LUKOIL shares lubricant experience after first 100 days of operation on VLSFO

After 100 days of VLSFO operation, LUKOIL Marine Lubricants is sharing recent experience on VLSFO operation with NAVIGO MCL Extra (40BN).

LUKOIL shares lubricant experience after first 100 days of operation on VLSFO

This draws on learnings over the past few months as well as experience from the transition from HFO to distillate fuels in 2015 with NAVIGO MCL Ultra (20BN). 

Using the right cylinder oil, such as NAVIGO MCL Extra with extra detergency, is only the first step to avoid excessive liner wear on VLSFO. Feed rate optimization is equally important for good engine condition, in combination with engine inspections and monitoring the wear metal content of drain oil samples. The feed rate optimization process involves Cylinder Scrapedown Analysis (CSA) at regular intervals, provided by LUKOIL as part of their OPTIMIZE program. The switch to VLSFO or between different VLSFO blends can still be challenging and requires careful attention.

The fuel that operators are switching from, the new fuel and how the transition is managed all play a major role in ensuring a smooth changeover. HFO is stable because it contains many polar hydrocarbons. Distillate fuels are non-polar and can cause instability in mixtures. Many ULSFO and VLSFO blends are such mixtures. When changing over from HFO to these fuels, the sludge, asphaltenes and cat fines which may have accumulated over time while on HFO can remain on the tank bottom and walls or in the fuel system unless these are fully cleaned or flushed as it was recommended before the transition to VLSFO.

This issue can be made worse because the ability of distillates, ULSFO and VLSFO to absorb cat fines and asphaltenes can cause them to be carried through to the filter, purifier and engine. Cat fine levels at the inlet to the main engine must be below 15 ppm, ideally below 8 ppm. Some ULSFO and VLSFO are treated with additives to improve their stability, but these further increase the fuel’s absorbance and must be handled with care.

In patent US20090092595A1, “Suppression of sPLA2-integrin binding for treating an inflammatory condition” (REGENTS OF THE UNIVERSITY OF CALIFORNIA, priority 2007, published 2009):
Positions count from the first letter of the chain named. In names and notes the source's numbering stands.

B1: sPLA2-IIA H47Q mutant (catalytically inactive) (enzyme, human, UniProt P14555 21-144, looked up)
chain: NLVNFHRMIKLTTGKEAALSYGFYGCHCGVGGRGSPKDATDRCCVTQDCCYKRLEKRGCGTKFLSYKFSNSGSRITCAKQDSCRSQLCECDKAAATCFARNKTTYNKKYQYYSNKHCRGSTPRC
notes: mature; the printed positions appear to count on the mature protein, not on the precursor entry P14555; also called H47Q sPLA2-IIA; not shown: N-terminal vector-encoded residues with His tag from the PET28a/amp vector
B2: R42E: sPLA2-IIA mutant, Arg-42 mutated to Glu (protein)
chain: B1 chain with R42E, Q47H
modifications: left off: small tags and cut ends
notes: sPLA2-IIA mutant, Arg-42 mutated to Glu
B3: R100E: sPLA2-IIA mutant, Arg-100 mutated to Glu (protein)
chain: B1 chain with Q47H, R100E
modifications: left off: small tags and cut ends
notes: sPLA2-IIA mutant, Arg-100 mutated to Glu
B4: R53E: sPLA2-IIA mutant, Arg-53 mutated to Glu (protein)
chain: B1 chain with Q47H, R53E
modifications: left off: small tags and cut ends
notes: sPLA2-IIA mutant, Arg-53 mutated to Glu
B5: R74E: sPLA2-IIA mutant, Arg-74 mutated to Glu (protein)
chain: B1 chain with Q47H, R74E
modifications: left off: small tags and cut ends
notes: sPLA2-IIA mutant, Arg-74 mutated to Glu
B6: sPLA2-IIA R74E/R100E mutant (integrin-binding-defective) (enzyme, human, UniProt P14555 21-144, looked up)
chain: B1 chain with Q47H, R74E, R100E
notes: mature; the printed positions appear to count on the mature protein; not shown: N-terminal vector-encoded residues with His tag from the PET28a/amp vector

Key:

Mixing fuels can cause problems due to incompatibilities which cannot be completely avoided. Measures to manage this risk include; segregating the fuel qualities, minimizing mixing and monitoring filter, purifier and engine condition. Engine monitoring includes, for example, regular inspections and adjusting the feed rate where necessary, as well as regular laboratory analysis of scrape down samples.

Some 100 BN cylinder oils, such as NAVIGO 100 MCL, offer improved detergency. Therefore, in some cases high BN cylinder oil is used for a short time to counteract deposits in the engine. In the long run, however, using excessive BN with VLSFO will lead to deposits in the piston top land and ring pack, which can ultimately lead to scuffing and, consequently, loss of liners and off-hire of the vessel. By contrast, NAVIGO MCL Extra has detergency comparable to a 100 BN cylinder oil but a lower alkalinity or neutralization capacity (BN). This keeps the engine free of deposits without the risks of excessive BN. A sufficient feed rate is required to prevent scuffing.